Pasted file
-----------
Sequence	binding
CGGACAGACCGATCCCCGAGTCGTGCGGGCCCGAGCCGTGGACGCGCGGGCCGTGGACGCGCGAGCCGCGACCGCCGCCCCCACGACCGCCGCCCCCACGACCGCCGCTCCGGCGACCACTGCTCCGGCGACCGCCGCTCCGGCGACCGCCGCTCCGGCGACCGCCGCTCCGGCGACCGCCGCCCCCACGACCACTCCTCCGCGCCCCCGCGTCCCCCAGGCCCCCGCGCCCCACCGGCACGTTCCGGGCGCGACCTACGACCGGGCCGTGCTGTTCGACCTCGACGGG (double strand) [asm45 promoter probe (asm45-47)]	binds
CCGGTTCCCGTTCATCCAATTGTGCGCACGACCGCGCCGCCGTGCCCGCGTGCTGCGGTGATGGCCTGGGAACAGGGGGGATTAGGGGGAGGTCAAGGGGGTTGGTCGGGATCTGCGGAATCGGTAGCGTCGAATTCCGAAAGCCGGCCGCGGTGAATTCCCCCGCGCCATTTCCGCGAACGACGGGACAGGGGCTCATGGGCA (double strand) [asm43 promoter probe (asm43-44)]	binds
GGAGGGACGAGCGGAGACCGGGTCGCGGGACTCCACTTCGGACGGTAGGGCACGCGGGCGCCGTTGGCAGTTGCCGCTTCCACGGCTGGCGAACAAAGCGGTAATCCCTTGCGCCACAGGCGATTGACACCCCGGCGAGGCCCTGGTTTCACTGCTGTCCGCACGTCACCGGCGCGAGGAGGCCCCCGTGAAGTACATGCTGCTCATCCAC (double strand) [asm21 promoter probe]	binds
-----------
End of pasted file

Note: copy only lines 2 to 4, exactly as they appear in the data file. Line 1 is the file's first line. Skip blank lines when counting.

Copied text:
CGGACAGACCGATCCCCGAGTCGTGCGGGCCCGAGCCGTGGACGCGCGGGCCGTGGACGCGCGAGCCGCGACCGCCGCCCCCACGACCGCCGCCCCCACGACCGCCGCTCCGGCGACCACTGCTCCGGCGACCGCCGCTCCGGCGACCGCCGCTCCGGCGACCGCCGCTCCGGCGACCGCCGCCCCCACGACCACTCCTCCGCGCCCCCGCGTCCCCCAGGCCCCCGCGCCCCACCGGCACGTTCCGGGCGCGACCTACGACCGGGCCGTGCTGTTCGACCTCGACGGG (double strand) [asm45 promoter probe (asm45-47)]	binds
CCGGTTCCCGTTCATCCAATTGTGCGCACGACCGCGCCGCCGTGCCCGCGTGCTGCGGTGATGGCCTGGGAACAGGGGGGATTAGGGGGAGGTCAAGGGGGTTGGTCGGGATCTGCGGAATCGGTAGCGTCGAATTCCGAAAGCCGGCCGCGGTGAATTCCCCCGCGCCATTTCCGCGAACGACGGGACAGGGGCTCATGGGCA (double strand) [asm43 promoter probe (asm43-44)]	binds
GGAGGGACGAGCGGAGACCGGGTCGCGGGACTCCACTTCGGACGGTAGGGCACGCGGGCGCCGTTGGCAGTTGCCGCTTCCACGGCTGGCGAACAAAGCGGTAATCCCTTGCGCCACAGGCGATTGACACCCCGGCGAGGCCCTGGTTTCACTGCTGTCCGCACGTCACCGGCGCGAGGAGGCCCCCGTGAAGTACATGCTGCTCATCCAC (double strand) [asm21 promoter probe]	binds